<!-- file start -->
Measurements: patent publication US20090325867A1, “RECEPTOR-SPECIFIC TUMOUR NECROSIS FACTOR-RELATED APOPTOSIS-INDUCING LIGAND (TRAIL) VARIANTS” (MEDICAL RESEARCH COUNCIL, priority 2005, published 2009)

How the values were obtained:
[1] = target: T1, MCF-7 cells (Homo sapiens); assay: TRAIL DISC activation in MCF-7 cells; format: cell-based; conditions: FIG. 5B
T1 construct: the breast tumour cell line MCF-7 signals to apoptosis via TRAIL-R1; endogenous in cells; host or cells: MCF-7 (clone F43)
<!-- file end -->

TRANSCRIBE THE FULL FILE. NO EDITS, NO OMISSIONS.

Measurements: patent publication US20090325867A1, “RECEPTOR-SPECIFIC TUMOUR NECROSIS FACTOR-RELATED APOPTOSIS-INDUCING LIGAND (TRAIL) VARIANTS” (MEDICAL RESEARCH COUNCIL, priority 2005, published 2009)

How the values were obtained:
[1] = target: T1, MCF-7 cells (Homo sapiens); assay: TRAIL DISC activation in MCF-7 cells; format: cell-based; conditions: FIG. 5B
T1 construct: the breast tumour cell line MCF-7 signals to apoptosis via TRAIL-R1; endogenous in cells; host or cells: MCF-7 (clone F43)